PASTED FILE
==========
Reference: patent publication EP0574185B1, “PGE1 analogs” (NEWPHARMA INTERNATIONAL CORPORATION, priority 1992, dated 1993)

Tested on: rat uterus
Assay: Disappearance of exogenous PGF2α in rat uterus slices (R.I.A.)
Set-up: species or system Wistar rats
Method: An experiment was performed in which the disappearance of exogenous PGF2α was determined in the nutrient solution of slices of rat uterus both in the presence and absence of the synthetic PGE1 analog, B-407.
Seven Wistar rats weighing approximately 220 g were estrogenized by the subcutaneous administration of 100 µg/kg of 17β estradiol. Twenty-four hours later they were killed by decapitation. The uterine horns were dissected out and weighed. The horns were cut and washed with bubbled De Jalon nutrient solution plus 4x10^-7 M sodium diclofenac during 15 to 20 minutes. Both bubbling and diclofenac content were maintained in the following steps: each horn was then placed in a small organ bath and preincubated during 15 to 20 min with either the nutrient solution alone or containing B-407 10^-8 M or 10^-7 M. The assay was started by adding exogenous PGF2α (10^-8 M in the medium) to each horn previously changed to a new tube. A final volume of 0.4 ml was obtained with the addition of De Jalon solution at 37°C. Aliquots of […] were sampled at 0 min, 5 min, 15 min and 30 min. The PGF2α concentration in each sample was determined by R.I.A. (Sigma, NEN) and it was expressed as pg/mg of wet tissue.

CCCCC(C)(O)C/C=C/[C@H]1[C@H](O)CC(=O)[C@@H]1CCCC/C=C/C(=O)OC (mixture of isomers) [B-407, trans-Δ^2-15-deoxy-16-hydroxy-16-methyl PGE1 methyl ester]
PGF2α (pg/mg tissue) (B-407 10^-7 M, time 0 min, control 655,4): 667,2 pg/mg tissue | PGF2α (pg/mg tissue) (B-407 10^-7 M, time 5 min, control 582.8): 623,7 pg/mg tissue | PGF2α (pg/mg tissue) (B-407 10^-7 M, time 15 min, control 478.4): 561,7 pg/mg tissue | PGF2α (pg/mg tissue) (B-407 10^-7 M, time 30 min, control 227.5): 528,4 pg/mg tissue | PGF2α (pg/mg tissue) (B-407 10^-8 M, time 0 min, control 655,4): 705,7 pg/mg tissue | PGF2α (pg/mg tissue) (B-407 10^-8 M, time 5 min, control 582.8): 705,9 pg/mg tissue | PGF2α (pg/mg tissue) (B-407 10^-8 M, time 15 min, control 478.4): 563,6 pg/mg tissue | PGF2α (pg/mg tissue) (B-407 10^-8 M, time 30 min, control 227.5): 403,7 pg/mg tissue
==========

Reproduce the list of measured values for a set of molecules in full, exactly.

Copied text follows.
Reference: patent publication EP0574185B1, “PGE1 analogs” (NEWPHARMA INTERNATIONAL CORPORATION, priority 1992, dated 1993)

Tested on: rat uterus
Assay: Disappearance of exogenous PGF2α in rat uterus slices (R.I.A.)
Set-up: species or system Wistar rats
Method: An experiment was performed in which the disappearance of exogenous PGF2α was determined in the nutrient solution of slices of rat uterus both in the presence and absence of the synthetic PGE1 analog, B-407.
Seven Wistar rats weighing approximately 220 g were estrogenized by the subcutaneous administration of 100 µg/kg of 17β estradiol. Twenty-four hours later they were killed by decapitation. The uterine horns were dissected out and weighed. The horns were cut and washed with bubbled De Jalon nutrient solution plus 4x10^-7 M sodium diclofenac during 15 to 20 minutes. Both bubbling and diclofenac content were maintained in the following steps: each horn was then placed in a small organ bath and preincubated during 15 to 20 min with either the nutrient solution alone or containing B-407 10^-8 M or 10^-7 M. The assay was started by adding exogenous PGF2α (10^-8 M in the medium) to each horn previously changed to a new tube. A final volume of 0.4 ml was obtained with the addition of De Jalon solution at 37°C. Aliquots of […] were sampled at 0 min, 5 min, 15 min and 30 min. The PGF2α concentration in each sample was determined by R.I.A. (Sigma, NEN) and it was expressed as pg/mg of wet tissue.

CCCCC(C)(O)C/C=C/[C@H]1[C@H](O)CC(=O)[C@@H]1CCCC/C=C/C(=O)OC (mixture of isomers) [B-407, trans-Δ^2-15-deoxy-16-hydroxy-16-methyl PGE1 methyl ester]
PGF2α (pg/mg tissue) (B-407 10^-7 M, time 0 min, control 655,4): 667,2 pg/mg tissue | PGF2α (pg/mg tissue) (B-407 10^-7 M, time 5 min, control 582.8): 623,7 pg/mg tissue | PGF2α (pg/mg tissue) (B-407 10^-7 M, time 15 min, control 478.4): 561,7 pg/mg tissue | PGF2α (pg/mg tissue) (B-407 10^-7 M, time 30 min, control 227.5): 528,4 pg/mg tissue | PGF2α (pg/mg tissue) (B-407 10^-8 M, time 0 min, control 655,4): 705,7 pg/mg tissue | PGF2α (pg/mg tissue) (B-407 10^-8 M, time 5 min, control 582.8): 705,9 pg/mg tissue | PGF2α (pg/mg tissue) (B-407 10^-8 M, time 15 min, control 478.4): 563,6 pg/mg tissue | PGF2α (pg/mg tissue) (B-407 10^-8 M, time 30 min, control 227.5): 403,7 pg/mg tissue